Of The Mesozoic are a superb instrumental 4 piece (multi-keyboards,
guitar, electronic percussion, and sax) who combine equal parts
progressive rock, pulse, classical, and more into an instantly
recognizable whole; no rock band uses interlocking parts as brilliantly
as these guys.
Dawn of the Cycads
For the first time ever, all of the band's 3 recordings for Ace of Hearts (Birdsongs of the Mesozoic, Magnetic Flip and Beat of the Mesozoic) are reissued in their entirety and in the order in which they were originally heard when they were first issued. In the the words of Erik Lindgren, the remastering done here, "sonically makes the 'Sonic Geology' package irrelevant." The package comes with a 20 page booklet of notes and photos and there is a huge wealth of totally cool CDRom material - 175 photos, art files, set-lists, dioramas, letters, documents and more. Additionally, there are two studio tracks and seven live tracks, none of which have ever been heard before, for over 45 minutes of bonus material.
"If the only prayer you ever say in your entire life is ‘Thank You,’ that would suffice.” So yeah, thank you. Because who could resist the stately and surprisingly plump pieces on this comprehensive Ace of Hearts anthology with superadded bonus outtakes and live tracks? Only a person with a heart of stone. From the 1983 self-titled EP, opener “Sound Valentine” and “Orange Ocean” are the stand-outs. Proceeding to 1984’s Magnetic Flip we venture into more rugged territory; for some of us, the majestic opening track, “Shiny Golden Snakes,” and the tumultuous “Terry Riley’s House” must surely have been turbulent highlights from that lost year of dread, with “International Tours” and “Bridge Underwater” their psychopomp antitheses.The 1986 release Beat of the Mesozoic features more of the band’s playful yet consistently stirring and ambitious classical pieces, notably the opener “Lost in the B-Zone,” the luminescent “Waterwheel,” and the elegaic “Scenes From a...”. The seven live tracks, retroactively titled Between the Fires, reveal a band ably positioned to perform live some of their most rigorous and intellectually challenging compositions, notably “Carbon 14” and the astonishing, otherworldly climax to “Lqabblil Insanya"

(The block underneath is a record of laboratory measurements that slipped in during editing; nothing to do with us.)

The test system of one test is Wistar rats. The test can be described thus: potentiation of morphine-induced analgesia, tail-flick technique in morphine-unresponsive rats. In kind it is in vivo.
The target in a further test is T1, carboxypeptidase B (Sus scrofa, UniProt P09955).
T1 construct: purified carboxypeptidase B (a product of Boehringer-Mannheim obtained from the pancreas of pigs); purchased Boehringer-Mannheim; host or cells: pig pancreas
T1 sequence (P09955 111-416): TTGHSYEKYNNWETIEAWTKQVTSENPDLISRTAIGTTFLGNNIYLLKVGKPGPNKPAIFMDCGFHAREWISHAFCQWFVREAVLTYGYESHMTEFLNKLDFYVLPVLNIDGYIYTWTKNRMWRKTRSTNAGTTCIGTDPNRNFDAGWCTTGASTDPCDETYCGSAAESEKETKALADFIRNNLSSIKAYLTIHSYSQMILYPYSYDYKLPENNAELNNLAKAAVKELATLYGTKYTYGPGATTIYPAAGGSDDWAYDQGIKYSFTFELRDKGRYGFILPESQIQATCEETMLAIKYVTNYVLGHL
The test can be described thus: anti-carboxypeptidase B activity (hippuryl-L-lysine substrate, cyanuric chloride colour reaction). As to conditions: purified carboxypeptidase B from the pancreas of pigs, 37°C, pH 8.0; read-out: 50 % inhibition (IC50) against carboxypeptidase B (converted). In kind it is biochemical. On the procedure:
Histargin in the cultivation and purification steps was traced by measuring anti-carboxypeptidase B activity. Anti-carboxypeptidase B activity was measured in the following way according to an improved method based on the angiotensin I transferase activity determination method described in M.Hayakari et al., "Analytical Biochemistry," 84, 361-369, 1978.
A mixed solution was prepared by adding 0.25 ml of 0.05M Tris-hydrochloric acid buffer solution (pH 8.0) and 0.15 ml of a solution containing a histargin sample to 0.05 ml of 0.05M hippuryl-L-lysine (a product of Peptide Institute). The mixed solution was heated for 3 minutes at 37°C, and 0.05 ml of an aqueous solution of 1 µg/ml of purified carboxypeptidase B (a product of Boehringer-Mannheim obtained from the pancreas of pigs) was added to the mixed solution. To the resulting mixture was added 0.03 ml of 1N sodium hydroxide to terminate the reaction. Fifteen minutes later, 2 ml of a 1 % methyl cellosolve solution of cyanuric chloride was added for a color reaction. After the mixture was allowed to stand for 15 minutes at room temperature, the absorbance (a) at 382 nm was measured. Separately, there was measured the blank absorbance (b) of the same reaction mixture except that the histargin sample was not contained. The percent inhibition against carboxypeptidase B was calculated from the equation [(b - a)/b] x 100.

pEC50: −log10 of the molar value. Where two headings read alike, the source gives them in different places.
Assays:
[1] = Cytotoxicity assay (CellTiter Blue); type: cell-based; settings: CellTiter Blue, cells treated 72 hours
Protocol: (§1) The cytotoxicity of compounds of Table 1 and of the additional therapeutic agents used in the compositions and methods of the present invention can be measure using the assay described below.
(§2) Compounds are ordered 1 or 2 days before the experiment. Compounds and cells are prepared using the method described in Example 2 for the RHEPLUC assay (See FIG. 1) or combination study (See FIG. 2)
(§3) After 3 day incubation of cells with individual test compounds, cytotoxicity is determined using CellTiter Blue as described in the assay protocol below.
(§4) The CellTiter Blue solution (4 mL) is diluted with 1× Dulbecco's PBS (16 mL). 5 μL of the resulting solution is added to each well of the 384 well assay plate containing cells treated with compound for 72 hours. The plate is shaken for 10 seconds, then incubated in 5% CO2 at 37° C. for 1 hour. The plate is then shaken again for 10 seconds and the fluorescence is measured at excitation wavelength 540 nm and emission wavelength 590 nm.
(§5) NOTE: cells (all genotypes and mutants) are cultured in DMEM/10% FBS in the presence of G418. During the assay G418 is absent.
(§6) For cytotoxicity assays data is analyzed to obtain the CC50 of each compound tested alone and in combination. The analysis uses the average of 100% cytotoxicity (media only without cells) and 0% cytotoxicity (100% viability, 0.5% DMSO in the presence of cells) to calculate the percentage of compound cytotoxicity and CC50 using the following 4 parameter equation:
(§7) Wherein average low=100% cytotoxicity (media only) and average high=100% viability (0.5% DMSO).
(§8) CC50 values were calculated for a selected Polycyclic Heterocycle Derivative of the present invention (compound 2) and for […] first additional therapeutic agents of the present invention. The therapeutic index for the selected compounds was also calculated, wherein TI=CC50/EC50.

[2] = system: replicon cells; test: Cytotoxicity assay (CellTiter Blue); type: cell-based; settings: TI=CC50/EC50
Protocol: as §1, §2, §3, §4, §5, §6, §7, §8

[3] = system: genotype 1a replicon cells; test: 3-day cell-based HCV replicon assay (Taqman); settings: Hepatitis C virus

- The Noise
their 13th album and in their 25th year together, post-punk, art-rock
pioneers Birdsongs of the Mesozoic do a 180 degree musical swerve
and link up with bass-baritone vocalists Oral Moses, one of the
preeminent African-American performers of traditional spirituals.
The band demolish all preconceptions about themselves by presenting
a program of heavily rearranged, well known African-American spirituals
and 19th century art songs. The blend of Birdsongs' cutting-edge
instrumentation with the strength and majesty of Moses' voice
creates a very unorthodox yet deeply moving sound, which The Noise
called, "Totally sublime and deeply moving." This collaboration
represents a new experiment from all parties - something of a
meeting at the crossroads between two creative parties passing
in very different directions. Together they bring these centuries-old
songs kicking and screaming into the 21st century. Click
here for more
aren't just African-American songs - these are American songs."
- Oral Moses